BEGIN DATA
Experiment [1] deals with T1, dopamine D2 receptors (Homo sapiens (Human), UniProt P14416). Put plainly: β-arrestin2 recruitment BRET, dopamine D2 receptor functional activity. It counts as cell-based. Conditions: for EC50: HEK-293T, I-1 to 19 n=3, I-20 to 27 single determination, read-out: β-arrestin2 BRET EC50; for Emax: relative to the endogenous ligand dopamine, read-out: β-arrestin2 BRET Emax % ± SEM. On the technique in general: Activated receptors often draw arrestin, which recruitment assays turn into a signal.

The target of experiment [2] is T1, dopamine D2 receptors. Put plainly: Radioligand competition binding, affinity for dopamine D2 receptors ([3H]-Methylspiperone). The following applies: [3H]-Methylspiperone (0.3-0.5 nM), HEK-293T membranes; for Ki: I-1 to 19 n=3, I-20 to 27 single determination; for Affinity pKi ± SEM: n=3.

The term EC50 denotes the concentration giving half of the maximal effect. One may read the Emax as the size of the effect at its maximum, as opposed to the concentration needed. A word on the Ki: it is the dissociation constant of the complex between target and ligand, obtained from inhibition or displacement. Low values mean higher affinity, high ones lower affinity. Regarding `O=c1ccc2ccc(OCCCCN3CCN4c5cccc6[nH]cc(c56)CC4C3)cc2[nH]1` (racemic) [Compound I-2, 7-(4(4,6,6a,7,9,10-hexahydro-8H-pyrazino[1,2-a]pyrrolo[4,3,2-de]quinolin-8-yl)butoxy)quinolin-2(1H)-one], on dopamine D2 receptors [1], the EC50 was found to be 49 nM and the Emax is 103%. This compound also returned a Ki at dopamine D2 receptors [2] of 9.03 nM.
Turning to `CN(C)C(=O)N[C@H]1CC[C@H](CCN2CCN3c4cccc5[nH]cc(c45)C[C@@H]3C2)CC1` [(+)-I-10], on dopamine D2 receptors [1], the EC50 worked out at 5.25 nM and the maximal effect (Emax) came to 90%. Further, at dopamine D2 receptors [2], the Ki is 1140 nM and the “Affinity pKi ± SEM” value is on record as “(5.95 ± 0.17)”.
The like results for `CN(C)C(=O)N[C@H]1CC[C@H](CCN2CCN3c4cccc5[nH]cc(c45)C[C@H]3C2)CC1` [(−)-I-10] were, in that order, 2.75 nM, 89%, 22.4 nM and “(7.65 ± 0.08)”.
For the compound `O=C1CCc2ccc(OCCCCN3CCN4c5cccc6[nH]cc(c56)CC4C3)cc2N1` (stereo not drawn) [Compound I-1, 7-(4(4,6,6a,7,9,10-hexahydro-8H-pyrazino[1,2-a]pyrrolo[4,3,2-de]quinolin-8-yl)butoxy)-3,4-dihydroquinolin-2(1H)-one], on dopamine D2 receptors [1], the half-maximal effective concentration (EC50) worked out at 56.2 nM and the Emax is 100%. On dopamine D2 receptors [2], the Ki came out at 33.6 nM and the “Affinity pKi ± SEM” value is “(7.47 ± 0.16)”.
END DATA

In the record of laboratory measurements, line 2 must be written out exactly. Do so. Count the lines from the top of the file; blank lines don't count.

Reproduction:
The target of experiment [2] is T1, dopamine D2 receptors. Put plainly: Radioligand competition binding, affinity for dopamine D2 receptors ([3H]-Methylspiperone). The following applies: [3H]-Methylspiperone (0.3-0.5 nM), HEK-293T membranes; for Ki: I-1 to 19 n=3, I-20 to 27 single determination; for Affinity pKi ± SEM: n=3.